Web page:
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, 9 (1), 7750

Vaginal Microbiota Composition Correlates Between Pap Smear Microscopy and Next Generation Sequencing and Associates to Socioeconomic Status

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Vaginal Microbiota Composition Correlates Between Pap Smear Microscopy and Next Generation Sequencing and Associates to Socioeconomic Status

Seppo Virtanen et al. Sci Rep.

Abstract

Recent research on vaginal microbiota relies on high throughput sequencing while microscopic methods have a long history in clinical use. We investigated the correspondence between microscopic findings of Pap smears and the vaginal microbiota composition determined by next generation sequencing among 50 asymptomatic women. Both methods produced coherent results regarding the distinction between Lactobacillus-dominant versus mixed microbiota, reassuring gynaecologists for the use of Pap smear or wet mount microscopy for rapid evaluation of vaginal bacteria as part of diagnosis. Cytologic findings identified women with bacterial vaginosis and revealed that cytolysis of vaginal epithelial cells is associated to Lactobacillus crispatus-dominated microbiota. Education and socio-economic status were associated to the vaginal microbiota variation. Our results highlight the importance of including socio-economic status as a co-factor in future vaginal microbiota studies.

Conflict of interest statement

The authors declare no competing interests.

Figures

Figure 1
Figure 1
Sequencing results compared to the bacterial and other microscopic findings in the Pap smears. The colored bars represent sequencing-based bacterial composition for each subject, other features are based on microscopy of Pap smears. The subjects are grouped based on the microscopy as follows: Group ‘Normal’ represents usual rod-shaped bacteria, ‘Mixed Bacteria’ represents atypical or mixed bacteria without clue cells and ‘BV’ represents subjects with clue cells. Lactobacillus grade (LBG) and modified aerobic vaginitis score (AV) can be found below the bars. Presence of cytolysis (C) and yeast (Y) in the smears are indicated by letters. *Pap smear did not contain enough bacteria for LBG classification.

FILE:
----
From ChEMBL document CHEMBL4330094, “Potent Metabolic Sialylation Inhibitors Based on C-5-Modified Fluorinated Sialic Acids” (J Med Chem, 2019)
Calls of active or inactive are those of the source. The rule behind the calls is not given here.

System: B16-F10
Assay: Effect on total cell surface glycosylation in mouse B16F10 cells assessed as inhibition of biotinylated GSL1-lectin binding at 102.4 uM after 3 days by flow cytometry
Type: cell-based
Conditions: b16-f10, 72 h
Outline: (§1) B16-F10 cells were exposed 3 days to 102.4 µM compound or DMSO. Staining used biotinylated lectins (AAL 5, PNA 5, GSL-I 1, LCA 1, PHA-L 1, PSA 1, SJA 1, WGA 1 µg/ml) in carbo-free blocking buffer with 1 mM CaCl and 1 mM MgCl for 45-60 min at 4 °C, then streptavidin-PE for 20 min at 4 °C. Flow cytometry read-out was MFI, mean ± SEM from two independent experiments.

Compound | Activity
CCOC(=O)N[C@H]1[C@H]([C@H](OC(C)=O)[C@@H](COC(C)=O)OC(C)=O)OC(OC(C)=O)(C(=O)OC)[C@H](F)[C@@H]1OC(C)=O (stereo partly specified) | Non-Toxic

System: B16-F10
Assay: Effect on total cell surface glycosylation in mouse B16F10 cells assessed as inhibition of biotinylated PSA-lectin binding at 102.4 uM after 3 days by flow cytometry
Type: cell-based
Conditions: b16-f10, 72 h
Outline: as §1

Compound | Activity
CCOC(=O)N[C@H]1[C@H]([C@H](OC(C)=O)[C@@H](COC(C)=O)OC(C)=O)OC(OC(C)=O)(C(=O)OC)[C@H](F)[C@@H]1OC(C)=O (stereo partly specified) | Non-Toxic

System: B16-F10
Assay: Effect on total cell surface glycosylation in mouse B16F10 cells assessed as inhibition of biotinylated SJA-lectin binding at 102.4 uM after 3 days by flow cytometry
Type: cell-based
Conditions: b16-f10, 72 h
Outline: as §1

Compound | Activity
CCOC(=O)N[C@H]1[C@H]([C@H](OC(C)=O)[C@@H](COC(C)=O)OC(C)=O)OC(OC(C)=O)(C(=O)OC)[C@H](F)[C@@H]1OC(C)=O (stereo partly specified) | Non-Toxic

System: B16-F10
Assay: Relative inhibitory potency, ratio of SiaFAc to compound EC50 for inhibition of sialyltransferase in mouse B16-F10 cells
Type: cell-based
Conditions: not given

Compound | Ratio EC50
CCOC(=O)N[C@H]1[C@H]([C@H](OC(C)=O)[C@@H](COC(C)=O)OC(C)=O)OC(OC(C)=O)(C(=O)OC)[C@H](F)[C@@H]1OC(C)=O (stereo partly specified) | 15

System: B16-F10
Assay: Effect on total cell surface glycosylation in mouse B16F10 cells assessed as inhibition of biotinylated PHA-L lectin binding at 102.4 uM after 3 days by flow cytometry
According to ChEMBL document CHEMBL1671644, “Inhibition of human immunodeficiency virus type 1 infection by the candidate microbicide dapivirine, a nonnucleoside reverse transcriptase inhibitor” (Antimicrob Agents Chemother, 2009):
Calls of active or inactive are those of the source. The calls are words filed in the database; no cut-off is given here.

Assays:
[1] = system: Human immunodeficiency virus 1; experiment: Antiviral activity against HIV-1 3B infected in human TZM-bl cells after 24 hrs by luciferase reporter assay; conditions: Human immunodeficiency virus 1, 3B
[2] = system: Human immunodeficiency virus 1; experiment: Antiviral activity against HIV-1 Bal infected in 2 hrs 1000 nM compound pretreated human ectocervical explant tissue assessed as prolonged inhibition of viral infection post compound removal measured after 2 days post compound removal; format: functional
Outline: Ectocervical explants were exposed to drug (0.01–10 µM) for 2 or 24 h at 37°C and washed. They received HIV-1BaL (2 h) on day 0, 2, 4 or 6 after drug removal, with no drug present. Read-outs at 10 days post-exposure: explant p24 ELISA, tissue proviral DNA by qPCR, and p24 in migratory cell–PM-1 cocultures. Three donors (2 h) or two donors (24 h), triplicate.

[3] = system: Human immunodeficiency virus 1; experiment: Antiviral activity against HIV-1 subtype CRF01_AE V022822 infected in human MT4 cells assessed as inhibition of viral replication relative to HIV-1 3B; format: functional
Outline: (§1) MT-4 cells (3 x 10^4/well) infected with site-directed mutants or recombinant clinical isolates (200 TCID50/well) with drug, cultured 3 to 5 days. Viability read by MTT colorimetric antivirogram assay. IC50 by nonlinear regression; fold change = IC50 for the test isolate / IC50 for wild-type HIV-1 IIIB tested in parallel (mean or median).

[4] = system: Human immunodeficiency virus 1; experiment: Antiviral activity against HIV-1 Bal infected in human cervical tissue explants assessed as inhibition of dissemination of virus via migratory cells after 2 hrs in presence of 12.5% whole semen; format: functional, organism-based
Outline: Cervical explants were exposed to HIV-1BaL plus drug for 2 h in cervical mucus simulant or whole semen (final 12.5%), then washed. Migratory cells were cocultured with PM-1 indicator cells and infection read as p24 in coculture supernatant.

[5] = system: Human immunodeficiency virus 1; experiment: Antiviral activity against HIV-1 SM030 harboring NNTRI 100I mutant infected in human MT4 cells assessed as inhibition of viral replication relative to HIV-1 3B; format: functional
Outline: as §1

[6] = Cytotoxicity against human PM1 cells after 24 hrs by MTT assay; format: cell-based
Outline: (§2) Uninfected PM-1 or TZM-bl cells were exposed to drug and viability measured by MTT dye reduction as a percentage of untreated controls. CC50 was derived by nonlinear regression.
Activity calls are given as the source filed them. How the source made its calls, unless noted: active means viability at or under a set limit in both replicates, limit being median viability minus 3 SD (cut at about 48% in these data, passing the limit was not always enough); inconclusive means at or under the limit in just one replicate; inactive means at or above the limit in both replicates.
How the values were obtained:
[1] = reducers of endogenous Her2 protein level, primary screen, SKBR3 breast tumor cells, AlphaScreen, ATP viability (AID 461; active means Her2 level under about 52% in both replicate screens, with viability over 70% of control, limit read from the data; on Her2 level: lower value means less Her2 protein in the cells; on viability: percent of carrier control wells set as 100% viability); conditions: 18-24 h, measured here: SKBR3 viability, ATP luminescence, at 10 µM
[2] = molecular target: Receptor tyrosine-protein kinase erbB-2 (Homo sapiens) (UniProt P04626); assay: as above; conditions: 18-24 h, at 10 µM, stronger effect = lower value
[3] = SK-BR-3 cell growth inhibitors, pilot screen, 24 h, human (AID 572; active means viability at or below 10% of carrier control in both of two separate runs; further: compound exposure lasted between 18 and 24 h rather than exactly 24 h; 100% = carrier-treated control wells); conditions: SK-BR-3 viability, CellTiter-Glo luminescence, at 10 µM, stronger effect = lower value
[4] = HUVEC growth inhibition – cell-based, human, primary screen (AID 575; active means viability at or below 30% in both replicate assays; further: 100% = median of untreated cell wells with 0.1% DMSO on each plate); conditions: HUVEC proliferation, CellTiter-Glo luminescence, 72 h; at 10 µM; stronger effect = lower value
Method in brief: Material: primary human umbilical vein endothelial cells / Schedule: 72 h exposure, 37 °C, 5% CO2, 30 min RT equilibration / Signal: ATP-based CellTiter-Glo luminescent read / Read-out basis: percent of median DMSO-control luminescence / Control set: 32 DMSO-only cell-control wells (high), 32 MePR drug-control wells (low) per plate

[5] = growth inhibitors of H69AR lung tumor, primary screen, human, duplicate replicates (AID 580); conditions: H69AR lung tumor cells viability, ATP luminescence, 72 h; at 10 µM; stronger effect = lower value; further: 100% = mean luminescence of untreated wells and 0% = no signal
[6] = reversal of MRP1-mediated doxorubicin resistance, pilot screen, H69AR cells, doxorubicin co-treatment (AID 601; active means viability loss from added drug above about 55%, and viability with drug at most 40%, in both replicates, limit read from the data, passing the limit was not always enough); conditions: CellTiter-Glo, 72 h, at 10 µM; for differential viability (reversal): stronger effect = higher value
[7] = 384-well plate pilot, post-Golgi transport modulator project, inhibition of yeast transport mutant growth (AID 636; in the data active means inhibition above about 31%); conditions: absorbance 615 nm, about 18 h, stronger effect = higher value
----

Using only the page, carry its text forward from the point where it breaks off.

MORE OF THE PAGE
Figure 2
Figure 2
Average vaginal microbiota composition according to grouping based on microscopic examination of the Pap smears. The dominant species in different groups were L. crispatus for ‘normal’ (40.9%), G. vaginalis for ‘mixed bacteria’ (44.4%) and L. bovis for ‘BV’ (26.7%). The ‘BV’ group is very heterogenous and individual microbiota compositions can be seen in Fig. 1.
Figure 3
Figure 3
Variance partitioning of microbiota community data with respect to technical variables, socioeconomic factors (SES), estimated hormonal status and infection history. The numbers denote the fraction of the total microbiota variance explained by each of the four variable categories. For the list of individual variables within each group, please see the text.

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